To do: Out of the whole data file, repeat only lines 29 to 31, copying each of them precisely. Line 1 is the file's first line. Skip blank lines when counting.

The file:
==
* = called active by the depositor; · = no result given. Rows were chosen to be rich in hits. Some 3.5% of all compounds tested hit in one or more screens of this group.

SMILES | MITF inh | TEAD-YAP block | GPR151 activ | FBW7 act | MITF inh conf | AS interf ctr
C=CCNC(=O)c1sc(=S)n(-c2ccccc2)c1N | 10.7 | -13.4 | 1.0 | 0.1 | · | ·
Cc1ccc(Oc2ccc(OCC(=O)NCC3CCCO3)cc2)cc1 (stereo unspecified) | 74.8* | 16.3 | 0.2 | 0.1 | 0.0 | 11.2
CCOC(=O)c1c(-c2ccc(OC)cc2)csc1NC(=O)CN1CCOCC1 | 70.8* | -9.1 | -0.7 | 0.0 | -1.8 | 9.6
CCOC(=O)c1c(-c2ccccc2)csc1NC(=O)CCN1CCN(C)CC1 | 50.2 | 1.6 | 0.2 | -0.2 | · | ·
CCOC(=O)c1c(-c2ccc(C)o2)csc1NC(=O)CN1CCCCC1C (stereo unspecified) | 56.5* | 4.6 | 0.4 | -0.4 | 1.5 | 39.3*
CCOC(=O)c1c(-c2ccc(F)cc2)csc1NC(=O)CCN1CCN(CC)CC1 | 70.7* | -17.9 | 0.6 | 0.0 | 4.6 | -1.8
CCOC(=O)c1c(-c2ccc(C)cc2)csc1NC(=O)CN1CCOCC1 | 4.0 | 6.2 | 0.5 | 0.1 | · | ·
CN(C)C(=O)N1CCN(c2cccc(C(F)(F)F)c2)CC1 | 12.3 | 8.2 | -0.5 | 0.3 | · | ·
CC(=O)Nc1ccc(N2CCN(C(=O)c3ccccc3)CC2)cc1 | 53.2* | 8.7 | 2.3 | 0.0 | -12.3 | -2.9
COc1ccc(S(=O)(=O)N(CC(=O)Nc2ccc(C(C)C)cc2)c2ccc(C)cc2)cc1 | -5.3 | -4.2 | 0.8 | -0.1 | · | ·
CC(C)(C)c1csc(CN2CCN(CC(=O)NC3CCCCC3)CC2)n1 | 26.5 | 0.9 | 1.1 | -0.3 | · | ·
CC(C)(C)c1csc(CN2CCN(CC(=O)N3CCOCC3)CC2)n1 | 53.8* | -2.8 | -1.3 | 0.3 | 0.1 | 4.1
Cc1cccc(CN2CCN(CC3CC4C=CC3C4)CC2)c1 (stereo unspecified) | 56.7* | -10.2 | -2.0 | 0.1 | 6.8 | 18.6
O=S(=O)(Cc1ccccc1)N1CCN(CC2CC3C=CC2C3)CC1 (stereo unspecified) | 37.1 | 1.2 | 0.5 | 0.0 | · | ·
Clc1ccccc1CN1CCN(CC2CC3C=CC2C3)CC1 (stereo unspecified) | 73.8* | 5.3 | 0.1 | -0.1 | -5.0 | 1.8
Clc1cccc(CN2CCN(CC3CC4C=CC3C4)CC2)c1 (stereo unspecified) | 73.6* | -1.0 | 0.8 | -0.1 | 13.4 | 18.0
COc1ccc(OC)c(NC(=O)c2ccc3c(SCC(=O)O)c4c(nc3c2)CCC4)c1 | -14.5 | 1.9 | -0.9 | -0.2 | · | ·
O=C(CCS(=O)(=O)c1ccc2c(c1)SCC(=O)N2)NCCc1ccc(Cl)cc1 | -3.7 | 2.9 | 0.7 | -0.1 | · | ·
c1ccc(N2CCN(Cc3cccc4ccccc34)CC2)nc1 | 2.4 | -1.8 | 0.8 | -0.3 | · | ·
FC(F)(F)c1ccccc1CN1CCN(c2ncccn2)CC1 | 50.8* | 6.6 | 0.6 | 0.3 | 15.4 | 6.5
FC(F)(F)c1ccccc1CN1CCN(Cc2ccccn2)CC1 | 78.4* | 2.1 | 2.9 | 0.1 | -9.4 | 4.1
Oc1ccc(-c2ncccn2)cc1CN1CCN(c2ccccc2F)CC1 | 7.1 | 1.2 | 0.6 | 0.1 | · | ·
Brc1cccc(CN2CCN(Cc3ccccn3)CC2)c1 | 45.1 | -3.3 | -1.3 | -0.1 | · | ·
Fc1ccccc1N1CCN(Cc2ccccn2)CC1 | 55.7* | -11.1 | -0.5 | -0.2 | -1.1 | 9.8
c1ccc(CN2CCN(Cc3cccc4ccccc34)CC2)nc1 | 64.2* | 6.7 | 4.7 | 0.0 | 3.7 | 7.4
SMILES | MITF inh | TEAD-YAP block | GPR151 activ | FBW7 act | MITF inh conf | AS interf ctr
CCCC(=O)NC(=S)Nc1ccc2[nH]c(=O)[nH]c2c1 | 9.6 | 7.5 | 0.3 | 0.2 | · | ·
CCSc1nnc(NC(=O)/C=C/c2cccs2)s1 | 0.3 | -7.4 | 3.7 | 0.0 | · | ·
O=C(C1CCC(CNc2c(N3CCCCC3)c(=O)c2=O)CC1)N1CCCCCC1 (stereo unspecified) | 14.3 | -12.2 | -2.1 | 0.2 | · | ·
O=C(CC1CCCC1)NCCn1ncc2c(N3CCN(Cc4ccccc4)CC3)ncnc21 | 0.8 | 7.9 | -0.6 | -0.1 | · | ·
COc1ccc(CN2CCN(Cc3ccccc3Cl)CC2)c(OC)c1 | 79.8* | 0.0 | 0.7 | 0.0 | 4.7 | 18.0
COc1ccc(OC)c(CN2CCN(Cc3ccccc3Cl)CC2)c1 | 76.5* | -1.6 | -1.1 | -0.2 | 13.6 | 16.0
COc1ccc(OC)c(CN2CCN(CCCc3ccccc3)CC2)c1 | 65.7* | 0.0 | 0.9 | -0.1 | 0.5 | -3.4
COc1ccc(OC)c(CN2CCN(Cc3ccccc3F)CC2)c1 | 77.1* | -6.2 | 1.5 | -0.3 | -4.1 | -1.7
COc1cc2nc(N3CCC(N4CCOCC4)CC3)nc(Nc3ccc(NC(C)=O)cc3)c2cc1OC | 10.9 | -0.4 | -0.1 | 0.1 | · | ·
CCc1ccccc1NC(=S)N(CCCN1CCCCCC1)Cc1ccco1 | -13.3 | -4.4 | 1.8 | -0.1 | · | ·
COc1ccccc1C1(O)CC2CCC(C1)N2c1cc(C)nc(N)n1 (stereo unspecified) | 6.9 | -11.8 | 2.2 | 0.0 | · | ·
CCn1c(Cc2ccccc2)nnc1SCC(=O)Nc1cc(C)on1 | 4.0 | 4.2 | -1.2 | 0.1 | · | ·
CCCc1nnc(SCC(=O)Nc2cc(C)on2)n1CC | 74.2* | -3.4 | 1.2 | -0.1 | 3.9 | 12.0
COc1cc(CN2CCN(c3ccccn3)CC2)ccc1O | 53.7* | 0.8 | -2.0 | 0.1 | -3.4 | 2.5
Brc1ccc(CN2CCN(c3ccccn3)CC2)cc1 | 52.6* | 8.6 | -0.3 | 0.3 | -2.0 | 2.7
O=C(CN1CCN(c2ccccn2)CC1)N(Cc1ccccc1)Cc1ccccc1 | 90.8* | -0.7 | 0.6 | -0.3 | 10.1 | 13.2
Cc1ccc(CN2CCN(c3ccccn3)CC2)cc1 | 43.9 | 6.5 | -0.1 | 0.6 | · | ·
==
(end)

CCCC(=O)NC(=S)Nc1ccc2[nH]c(=O)[nH]c2c1 | 9.6 | 7.5 | 0.3 | 0.2 | · | ·
CCSc1nnc(NC(=O)/C=C/c2cccs2)s1 | 0.3 | -7.4 | 3.7 | 0.0 | · | ·
O=C(C1CCC(CNc2c(N3CCCCC3)c(=O)c2=O)CC1)N1CCCCCC1 (stereo unspecified) | 14.3 | -12.2 | -2.1 | 0.2 | · | ·